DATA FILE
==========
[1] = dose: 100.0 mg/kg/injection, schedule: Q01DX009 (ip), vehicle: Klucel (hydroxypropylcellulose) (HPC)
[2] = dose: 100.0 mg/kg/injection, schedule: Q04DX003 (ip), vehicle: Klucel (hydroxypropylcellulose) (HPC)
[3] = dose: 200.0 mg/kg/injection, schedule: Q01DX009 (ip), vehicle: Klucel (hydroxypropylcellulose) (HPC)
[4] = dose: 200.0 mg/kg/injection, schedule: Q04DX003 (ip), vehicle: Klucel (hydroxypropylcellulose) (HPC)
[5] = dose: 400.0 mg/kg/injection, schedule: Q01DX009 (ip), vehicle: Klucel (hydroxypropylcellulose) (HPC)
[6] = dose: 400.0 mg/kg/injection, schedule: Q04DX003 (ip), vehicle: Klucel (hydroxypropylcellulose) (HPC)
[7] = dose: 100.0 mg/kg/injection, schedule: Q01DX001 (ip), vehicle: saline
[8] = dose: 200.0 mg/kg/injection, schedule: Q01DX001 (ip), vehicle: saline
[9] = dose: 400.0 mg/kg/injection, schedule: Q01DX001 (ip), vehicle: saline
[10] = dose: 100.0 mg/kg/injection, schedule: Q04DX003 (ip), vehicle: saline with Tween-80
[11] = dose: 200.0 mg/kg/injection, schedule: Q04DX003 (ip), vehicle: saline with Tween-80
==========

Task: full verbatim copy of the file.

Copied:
[1] = dose: 100.0 mg/kg/injection, schedule: Q01DX009 (ip), vehicle: Klucel (hydroxypropylcellulose) (HPC)
[2] = dose: 100.0 mg/kg/injection, schedule: Q04DX003 (ip), vehicle: Klucel (hydroxypropylcellulose) (HPC)
[3] = dose: 200.0 mg/kg/injection, schedule: Q01DX009 (ip), vehicle: Klucel (hydroxypropylcellulose) (HPC)
[4] = dose: 200.0 mg/kg/injection, schedule: Q04DX003 (ip), vehicle: Klucel (hydroxypropylcellulose) (HPC)
[5] = dose: 400.0 mg/kg/injection, schedule: Q01DX009 (ip), vehicle: Klucel (hydroxypropylcellulose) (HPC)
[6] = dose: 400.0 mg/kg/injection, schedule: Q04DX003 (ip), vehicle: Klucel (hydroxypropylcellulose) (HPC)
[7] = dose: 100.0 mg/kg/injection, schedule: Q01DX001 (ip), vehicle: saline
[8] = dose: 200.0 mg/kg/injection, schedule: Q01DX001 (ip), vehicle: saline
[9] = dose: 400.0 mg/kg/injection, schedule: Q01DX001 (ip), vehicle: saline
[10] = dose: 100.0 mg/kg/injection, schedule: Q04DX003 (ip), vehicle: saline with Tween-80
[11] = dose: 200.0 mg/kg/injection, schedule: Q04DX003 (ip), vehicle: saline with Tween-80